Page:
Uber’s PR machine has gamely sought to present its announcement that it will provide holiday pay, minimum wage (at least for some hours) and offer pension contributions as a strategic decision.
The reality is that years of trade union campaigning and a comprehensive defeat in the Supreme Court have forced the change on the company.
Uber’s reversal is also just the latest in a succession of court battles at home and abroad won by gig economy workers as they enforce their rights against employers.
In the UK, and indeed across the world, gig economy workers are winning court battles to secure their rights.
But workers still face having to conduct lengthy campaigns and court battles to enforce their rights.
Studying the small print
For years Uber has sought to dodge its obligations by seeking to claim it is just a technology business, not a cab operator and its drivers are self-employed with few rights.
But the Supreme Court was clear earlier this month that even the most elaborately written contract cannot be used to block the purpose of legislation intended to protect workers.
Now, of course, workers and unions will be scrutinising the small print on Uber’s new offer.
Will there be a fair deal on drivers’ expenses? What protection will young workers get? What about Uber Eats, its food delivery operation?
And most crucially, does Uber really think that it can avoid the judges’ instruction that a driver should be paid for the whole time they are logged into the Uber app?
Employers can’t cherry-pick
Uber’s court defeat should serve as a reminder that it is not up to employers to decide when protection applies to those who work for them.
Gig economy firms often like to portray themselves as slick technology innovators. But the tactics it employs are familiar to trade unions.
Just as in the past, desperate workers were forced to queue at the factory gate for work, so it is in employers’ interests to have drivers idling, unpaid waiting for taxi work.
Unions have a long history of fighting employers in the docks, in construction and the newer gig economy who believe they can just follow those bits of the law that leave their business model undisturbed.
But in the meantime, those who lose out are workers and those good employers who are trying to do the right thing by those who work for them.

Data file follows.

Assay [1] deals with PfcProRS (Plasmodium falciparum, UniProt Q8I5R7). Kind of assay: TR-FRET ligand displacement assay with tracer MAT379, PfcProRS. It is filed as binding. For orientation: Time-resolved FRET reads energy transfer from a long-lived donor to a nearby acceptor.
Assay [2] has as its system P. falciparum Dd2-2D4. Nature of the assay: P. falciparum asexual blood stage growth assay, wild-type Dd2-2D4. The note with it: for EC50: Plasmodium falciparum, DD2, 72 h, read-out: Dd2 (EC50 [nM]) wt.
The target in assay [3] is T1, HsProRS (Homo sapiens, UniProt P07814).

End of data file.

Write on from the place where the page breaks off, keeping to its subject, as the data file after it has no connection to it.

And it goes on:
One argument that has been comprehensively demolished is that there is a trade-off between rights and flexibility.
But in the UK and overseas, the courts routinely find that just because someone has the flexibility to choose if and when to work, they don’t lose their employment rights.
Indeed, Just Eat, a rival to Uber in food delivery, has said it is paying couriers UK wages, sick pay and pension contributions.
The sensible way forward for Uber and others like it is to belatedly sit down with unions and discuss the best way to proceed.
Government needs to act
Meanwhile, the government can’t just sit by.
It promised to “protect and enhance” employment rights after Brexit .
But a long-awaited employment bill has yet to appear. And cases like Uber show that far more needs to be done to ensure workers can exercise their rights.
Taking tribunals cases is both costly and time-consuming.
To tilt the balance, there should be a statutory presumption that individuals have employee status unless the employer can demonstrate otherwise. For self-employment should be a choice for individuals, not something that is imposed.
Employment tribunals need to be given the power to make wider recommendations so that their decisions can be applied to an entire workforce rather than forcing worker-after-worker to take tribunal cases.
In many workplaces trade union reps help workers understand and enforce their rights. Trade unions need the right to access workplaces and make contact with workers so they can explain the benefits of joining.
And there needs to be beefed-up state enforcement to ensure that employers meet their obligations in areas like payment of the minimum wage.
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